We asked Luz Elena Mendoza of Portland-based band Y La Bamba to create a playlist of songs from the heart—listen to “Mari-Posadas del Corazon” now!
Luz Elena Mendoza, the singer-songwriter at the helm of Portland-based band Y La Bamba, gracefully embraces her roots in her music, infusing traditional American folk with Latin rhythms. Originally born in San Francisco to Mexican parents of indigenous Purépecha descent from Michoacan, Mexico, the family eventually settled in Portland, where Mendoza would go on to cultivate her skills as a songwriter and bring forth Y La Bamba. Mendoza’s bicultural identity is both honored and challenged in her songwriting, creating the imitable sound that she’s spent the last decade cultivating.
Earlier this year, Y La Bamba released their fifth full-length, Mujeres—the first release self-produced by Mendoza. In September, the band followed up with Entre Los Dos, a seven-song EP sparked by Mendoza’s recent move to Guadalajara, Mexico
We asked Mendoza to creature a She Shreds exclusive playlist of songs that have had a profound effect on her history, identity, and songwriting. Listen to her playlist, “Mari-Posadas del Corazon,” and read Mendoza’s song-by-song musings below.
“Mari-Posadas del Corazon” by Luz Elena Mendoza
“Detalles (Detalhes)” – Roberto Carlos
This song reminds me of my mother swaying her hips back and forth as we mopped the floors with towels using our feet. This is one of many memories I have from childhood. Weekend jams with my parents, the soundtrack of my life.
“Ingratos Ojos Míos” – El Palomo Y El Gorrión
This song is sung deep with nostalgia. An entire room will be singing this song from the top of their lungs. There is so much attached to this music that brings me down to my knees. The songs de mis raizes, el canto de mis ancestros. The stories that were sung about love, life, suffering. The way to emote about it all. Loss, romance, sadness. These duets are so beautiful and full of emotion.
“Pobreza Fatal” – Grupo Miramar
This song reminds me of the quinceñeras, bailes, bodas—any sort of gathering where families are in celebration. With hired norteño, grupero, mariachi, cumbia bands, the nights would unfold into joy, and sometimes drunken behavior would turn sour. The sounds that came from this era of music is hella nostalgic. The keys, the syncopated guitars. It reminds me of lying on those plastic chairs with leftover smells of rice and beer on the tables. Loud ringing music that would play for hours late in the early morning.
“Love and Death” – Ebo Taylor
This is a new song to me, brought to my attention on a trip I took to San Panch with a dear friend named Abraham. I recently moved to Mexico, have been living in Guadalajara, and have been traveling around Jalisco this past year. The repetition of rhythm through this song is so infectious and feels so familiar. I am so deeply connected with this movement. I guess it’s about the place that I am in, either if it’s physically, spiritually, mentally—this song plays the role of strong companion.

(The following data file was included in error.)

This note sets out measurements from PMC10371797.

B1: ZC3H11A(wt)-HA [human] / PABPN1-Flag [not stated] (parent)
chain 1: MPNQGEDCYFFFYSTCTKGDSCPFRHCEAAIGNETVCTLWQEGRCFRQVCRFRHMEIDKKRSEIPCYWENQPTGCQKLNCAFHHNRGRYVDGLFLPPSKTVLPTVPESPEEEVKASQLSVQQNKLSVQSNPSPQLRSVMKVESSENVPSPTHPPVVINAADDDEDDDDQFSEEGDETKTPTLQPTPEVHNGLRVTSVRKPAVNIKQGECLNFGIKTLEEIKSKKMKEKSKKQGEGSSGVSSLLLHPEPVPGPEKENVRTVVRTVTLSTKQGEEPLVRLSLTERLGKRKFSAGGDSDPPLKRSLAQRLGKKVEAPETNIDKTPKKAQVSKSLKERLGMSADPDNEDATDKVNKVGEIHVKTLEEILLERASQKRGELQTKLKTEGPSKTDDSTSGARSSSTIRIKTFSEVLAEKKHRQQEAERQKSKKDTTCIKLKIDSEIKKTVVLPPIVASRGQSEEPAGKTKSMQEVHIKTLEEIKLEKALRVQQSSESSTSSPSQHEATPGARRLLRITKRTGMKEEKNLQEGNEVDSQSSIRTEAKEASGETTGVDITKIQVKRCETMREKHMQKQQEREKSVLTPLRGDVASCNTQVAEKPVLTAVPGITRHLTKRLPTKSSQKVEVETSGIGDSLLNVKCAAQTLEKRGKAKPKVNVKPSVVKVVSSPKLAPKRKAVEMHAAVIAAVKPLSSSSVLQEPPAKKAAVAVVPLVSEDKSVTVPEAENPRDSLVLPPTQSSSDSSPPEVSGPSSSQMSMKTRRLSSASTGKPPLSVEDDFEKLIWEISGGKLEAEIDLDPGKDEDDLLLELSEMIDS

“Por Que Me Mentiste” – Irene Rivas
I just love this song. I love her cadence and delivery. I didn’t know of her growing up, but I came across Irene Rivas as I was searching more female Mexican musicians from my parents era. Meanwhile, surrounded by so much musical beauty, she is someone that I am super stoked to find. I am always taken aback by how much more is out there. So much music to hear from so many years ago that hasn’t reached my ears and heart yet. It’s just a never-ending self exploration.
“Ojitos Verdes” – Dueto Las Palomas
I know I am adding a lot of the oldies, but they are goodies. This is straight up what I grew up listening to. This song in particular reminds me of my family from Michoacan. This song is everything to me. This song is Mexico to me. While people were listening to the Beatles, the Ramones, Simon and Garfunkel, I was listening to the traditional music that has shaped my heart. This song is how I’ve learned to express myself. It is the deep root where my intention speaks and moves in the world.
“Saudades de Luanda” – Os Keizos
My friends introduced me to this group… no pos gauo… I love the orchestration and the pulse of life that is within it. It’s so powerful, and to me this is true sound… an honest way of living life. I love cumbia, rhumba, palm wine, hi-life, calypso—it’s what connects me to move my body.
“No Volveré” – Chavela Vargas
Timeless… I feel like Chavela has been inviting me to hear her call. It’s spirits like hers that have helped me in the roughest times of my life. Through her lyrical manifestations I have been able to feel validation. I feel que somos repeticiones de nuestros antepasados. This song in particular has no limits or walls. It’s exactly what needs to be conveyed to the world. A vulnerable power.
“Negrura” – La Lupe
Speaking about moving elements. La Lupe in this song… dang. She brings up so much in my life. The unapologetic way of being. I can go on and on about what her music does to me. This song is, well, straight to the point. There is no time to live in fear and hide what you feel.
“Abre las Manos” – Devendra Banhart
I have been following his music since I was 22. I was thrilled to hear another person singing in Spanish. It was inspiring to hear someone expressing themselves in that way. It was one of the first times I heard anything like it. This song is one of many of his that continues to affect me. Even though we have different cultural upbringings, it continues to encourage me to share my identity and culture through sound.